OCR Interpretation

The Democratic eagle. (Cape Vincent, N.Y.) 18??-188?, February 23, 1882, Image 1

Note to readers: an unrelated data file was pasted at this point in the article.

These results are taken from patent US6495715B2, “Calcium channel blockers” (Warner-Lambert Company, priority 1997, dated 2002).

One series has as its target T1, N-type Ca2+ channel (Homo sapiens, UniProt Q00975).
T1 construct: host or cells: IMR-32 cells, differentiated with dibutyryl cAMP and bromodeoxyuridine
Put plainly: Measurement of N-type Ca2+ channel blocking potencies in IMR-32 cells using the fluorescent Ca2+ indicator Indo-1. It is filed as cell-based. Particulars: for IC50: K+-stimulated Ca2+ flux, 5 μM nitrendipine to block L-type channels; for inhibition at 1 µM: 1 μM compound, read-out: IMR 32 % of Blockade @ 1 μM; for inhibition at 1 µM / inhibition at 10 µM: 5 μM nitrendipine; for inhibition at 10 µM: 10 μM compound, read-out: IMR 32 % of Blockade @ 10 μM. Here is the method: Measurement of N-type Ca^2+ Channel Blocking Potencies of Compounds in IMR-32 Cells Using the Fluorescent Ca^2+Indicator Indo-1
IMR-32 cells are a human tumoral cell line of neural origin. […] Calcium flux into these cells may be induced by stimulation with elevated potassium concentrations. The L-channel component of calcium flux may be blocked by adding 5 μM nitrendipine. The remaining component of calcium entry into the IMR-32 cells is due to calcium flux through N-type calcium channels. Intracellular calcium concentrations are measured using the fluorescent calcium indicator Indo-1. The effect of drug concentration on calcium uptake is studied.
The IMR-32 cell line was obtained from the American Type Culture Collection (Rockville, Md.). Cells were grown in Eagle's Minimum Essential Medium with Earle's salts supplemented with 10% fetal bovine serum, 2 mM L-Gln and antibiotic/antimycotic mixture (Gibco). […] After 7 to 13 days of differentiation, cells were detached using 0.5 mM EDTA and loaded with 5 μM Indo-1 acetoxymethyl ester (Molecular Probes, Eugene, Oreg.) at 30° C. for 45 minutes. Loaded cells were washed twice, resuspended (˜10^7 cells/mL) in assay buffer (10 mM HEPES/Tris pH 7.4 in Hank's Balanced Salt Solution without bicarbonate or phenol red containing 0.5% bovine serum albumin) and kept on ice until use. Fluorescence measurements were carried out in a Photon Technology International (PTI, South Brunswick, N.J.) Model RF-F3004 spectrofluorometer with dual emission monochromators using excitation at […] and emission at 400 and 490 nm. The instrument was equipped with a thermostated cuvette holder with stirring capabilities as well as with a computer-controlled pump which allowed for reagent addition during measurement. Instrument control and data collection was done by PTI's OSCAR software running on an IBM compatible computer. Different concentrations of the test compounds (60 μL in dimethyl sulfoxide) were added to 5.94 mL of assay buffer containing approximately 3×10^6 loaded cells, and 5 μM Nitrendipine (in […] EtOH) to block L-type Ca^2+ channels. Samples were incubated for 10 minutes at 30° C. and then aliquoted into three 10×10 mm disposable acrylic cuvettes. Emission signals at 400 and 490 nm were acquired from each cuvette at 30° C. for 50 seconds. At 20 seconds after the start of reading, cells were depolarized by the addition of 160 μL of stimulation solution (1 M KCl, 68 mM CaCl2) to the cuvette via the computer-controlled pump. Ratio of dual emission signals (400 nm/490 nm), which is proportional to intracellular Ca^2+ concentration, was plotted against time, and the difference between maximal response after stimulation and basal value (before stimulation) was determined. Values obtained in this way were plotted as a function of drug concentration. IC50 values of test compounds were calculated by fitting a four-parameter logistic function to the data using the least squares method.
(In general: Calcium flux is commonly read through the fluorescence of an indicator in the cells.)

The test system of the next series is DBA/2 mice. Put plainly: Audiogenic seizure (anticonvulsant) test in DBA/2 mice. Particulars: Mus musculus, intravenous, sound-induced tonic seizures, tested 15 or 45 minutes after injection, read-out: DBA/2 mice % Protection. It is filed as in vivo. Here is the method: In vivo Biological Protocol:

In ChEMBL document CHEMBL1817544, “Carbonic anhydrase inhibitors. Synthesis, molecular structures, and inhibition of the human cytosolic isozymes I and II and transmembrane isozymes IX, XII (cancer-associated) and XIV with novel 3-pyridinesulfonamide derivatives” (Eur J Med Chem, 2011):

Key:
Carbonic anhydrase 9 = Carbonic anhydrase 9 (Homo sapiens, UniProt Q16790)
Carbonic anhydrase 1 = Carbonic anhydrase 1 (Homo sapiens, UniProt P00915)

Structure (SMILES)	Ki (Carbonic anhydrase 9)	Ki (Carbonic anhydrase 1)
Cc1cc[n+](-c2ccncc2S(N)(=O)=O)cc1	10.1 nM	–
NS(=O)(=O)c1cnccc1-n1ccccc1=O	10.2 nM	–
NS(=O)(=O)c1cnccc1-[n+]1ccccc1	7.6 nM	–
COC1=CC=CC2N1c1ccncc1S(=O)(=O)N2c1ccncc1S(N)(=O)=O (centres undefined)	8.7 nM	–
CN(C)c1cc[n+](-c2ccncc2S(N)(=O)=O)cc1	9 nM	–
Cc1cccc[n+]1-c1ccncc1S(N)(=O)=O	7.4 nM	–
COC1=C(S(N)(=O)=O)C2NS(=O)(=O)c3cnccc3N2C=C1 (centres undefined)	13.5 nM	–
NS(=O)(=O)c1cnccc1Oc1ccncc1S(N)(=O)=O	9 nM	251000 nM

Image and text provided by Northern NY Library Network

Persistent link: http://nyshistoricnewspapers.org/lccn/sn94057708/1882-02-23/ed-1/seq-1/

Thumbnail for 1